Health - Life Sciences - 16.03.2023
Preterm babies do not habituate to repeated pain
Preterm babies do not habituate to repeated pain
Preterm infants do not get used to repeated pain in the way that full-term infants, children and adults do habituate to pain, finds a study led by UCL researchers. The authors of the new Current Biology paper say that if preterm infants have not yet developed the mechanism that enables people to get used to moderate pain, medical procedures in their first few weeks of life could potentially impact their development.

Earth Sciences - Environment - 16.03.2023
Giant underwater waves affect the ocean's ability to store carbon
Giant underwater waves affect the ocean’s ability to store carbon
Underwater waves deep below the ocean's surface - some as tall as 500 metres - play an important role in how the ocean stores heat and carbon, according to new research.

Health - 16.03.2023
Scientists advance dream of targeted real time treatment of hypoxic cancers
Imaging researchers have taken a major step towards their ultimate goal of identifying cancers that are starved of oxygen so that altered treatment can be used to target them more effectively. The study led by researchers from The University of Manchester, working with scientists at the Institute of Cancer Research, University College London and The University of Leeds, is published in the journal Radiotherapy and Oncology.

Health - Veterinary - 16.03.2023
The UK’s largest ever feline dental disease study identifies age and breed as biggest risk factors
New research from the Royal Veterinary College (RVC) has shed light on the frequency, risk factors and linked health problems associated with periodontal disease in pet cats in the UK. These findings will help veterinary practitioners and owners better understand and predict its occurrence and identify opportunities to improve cats' dental health.

Earth Sciences - 16.03.2023
Activity deep in Earth affects the global magnetic field
Compass readings that do not show the direction of true north and interference with the operations of satellites are a few of the problems caused by peculiarities of the Earth's magnetic field.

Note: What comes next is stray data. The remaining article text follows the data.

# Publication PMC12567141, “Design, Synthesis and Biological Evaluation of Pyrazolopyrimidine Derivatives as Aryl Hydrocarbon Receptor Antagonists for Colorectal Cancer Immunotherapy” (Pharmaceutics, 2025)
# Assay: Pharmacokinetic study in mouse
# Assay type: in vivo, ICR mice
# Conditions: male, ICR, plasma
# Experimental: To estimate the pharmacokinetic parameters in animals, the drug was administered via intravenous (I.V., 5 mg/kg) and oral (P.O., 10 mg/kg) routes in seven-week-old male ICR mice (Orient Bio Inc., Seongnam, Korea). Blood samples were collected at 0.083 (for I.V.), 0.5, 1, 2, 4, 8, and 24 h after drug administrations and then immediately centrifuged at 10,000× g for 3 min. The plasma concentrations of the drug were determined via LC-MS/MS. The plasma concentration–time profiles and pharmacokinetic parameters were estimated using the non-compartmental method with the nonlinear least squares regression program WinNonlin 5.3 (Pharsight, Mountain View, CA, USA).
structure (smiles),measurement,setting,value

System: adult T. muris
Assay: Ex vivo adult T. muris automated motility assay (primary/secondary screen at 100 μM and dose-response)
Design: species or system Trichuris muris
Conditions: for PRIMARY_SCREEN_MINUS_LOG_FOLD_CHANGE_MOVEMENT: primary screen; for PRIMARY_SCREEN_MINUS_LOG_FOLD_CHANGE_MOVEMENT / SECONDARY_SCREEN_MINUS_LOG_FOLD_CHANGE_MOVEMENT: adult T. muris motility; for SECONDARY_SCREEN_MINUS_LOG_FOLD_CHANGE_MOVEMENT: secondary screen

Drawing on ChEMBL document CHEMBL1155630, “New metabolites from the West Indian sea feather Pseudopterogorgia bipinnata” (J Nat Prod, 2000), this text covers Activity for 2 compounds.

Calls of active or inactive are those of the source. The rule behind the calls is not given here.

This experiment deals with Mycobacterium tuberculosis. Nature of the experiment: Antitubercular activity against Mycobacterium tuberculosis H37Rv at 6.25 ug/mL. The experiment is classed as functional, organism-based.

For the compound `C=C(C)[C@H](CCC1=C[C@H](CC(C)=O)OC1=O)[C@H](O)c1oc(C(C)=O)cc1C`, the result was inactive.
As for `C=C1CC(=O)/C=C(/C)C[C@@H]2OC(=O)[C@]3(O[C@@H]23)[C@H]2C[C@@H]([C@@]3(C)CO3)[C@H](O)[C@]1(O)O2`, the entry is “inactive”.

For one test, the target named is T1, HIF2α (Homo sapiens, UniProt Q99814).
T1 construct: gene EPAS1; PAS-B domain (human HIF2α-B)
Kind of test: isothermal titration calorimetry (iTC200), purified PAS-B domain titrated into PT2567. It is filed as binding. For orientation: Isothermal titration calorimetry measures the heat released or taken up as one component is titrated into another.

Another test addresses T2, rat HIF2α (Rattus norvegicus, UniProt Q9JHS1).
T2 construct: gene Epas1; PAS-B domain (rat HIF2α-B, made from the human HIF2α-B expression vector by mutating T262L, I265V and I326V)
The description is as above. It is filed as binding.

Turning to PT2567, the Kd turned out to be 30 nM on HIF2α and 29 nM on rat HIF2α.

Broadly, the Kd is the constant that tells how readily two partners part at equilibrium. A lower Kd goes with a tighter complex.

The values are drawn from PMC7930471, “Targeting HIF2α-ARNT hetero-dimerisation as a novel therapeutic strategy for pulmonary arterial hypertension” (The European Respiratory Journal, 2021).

Health - 15.03.2023
Improving TB detection and Singapore green energy: News from the College
Here's a batch of fresh news and announcements from across Imperial. From improving TB detection with algorithms, to Imperial academics sharing expertise for Singapore's green energy transition, here is some quick-read news from across the College. Improving TB detection with algorithms An international group of experts have developed an evidence-based algorithm that will make detecting TB (tuberculosis) in the lungs of children easier in resource-limited settings.

Astronomy / Space Science - Earth Sciences - 15.03.2023
Scientists have new tool to estimate how much water might be hidden beneath a planet's surface
Scientists have new tool to estimate how much water might be hidden beneath a planet’s surface
In the search for life elsewhere in the scientists have traditionally looked for planets with liquid water at their surface. But, rather than flowing as oceans and rivers, much of a planet's water can be locked in rocks deep within its interior. We wanted to investigate whether these planets, after such a tumultuous upbringing, could rehabilitate themselves and go on to host surface water Claire Guimond Scientists from the University of Cambridge now have a way to estimate how much water a rocky planet can store in its subterranean reservoirs.

Health - 15.03.2023
High blood caffeine levels may reduce body weight and type 2 diabetes risk
A high blood caffeine level may reduce the body weight a person carries and their risk of type 2 diabetes, according to research. A new study, published in BMJ Medicine , has looked at the effect of higher blood caffeine levels on body weight and the long-term risks of type 2 diabetes and major cardiovascular diseases, such as coronary artery disease, stroke, heart failure, and irregular heart rhythm (atrial fibrillation).

Life Sciences - 14.03.2023
Mammals have evolved complexity over time
Mammals have evolved complexity over time
Research published in Nature Ecology & Evolution shows that complexity can happen by chance without natural selection. Major changes in the spinal columns of mammals have been shaped by their highly variable numbers of vertebrae, according to new evidence from a team of international scientists, including researchers from the Milner Centre for Evolution at the University of Bath.

Life Sciences - Health - 14.03.2023
Experience of Endometriosis is rooted in genetics
Experience of Endometriosis is rooted in genetics
Researchers at the University of Oxford, in collaboration with 25 teams across the world, have published the largest study to date of the genetic basis of endometriosis. Their study included DNA from 60,600 women with endometriosis and 701,900 without. It revealed compelling evidence of a shared genetic basis for endometriosis and other types of pain seemingly unrelated to endometriosis, including migraine, back pain and multi-site pain.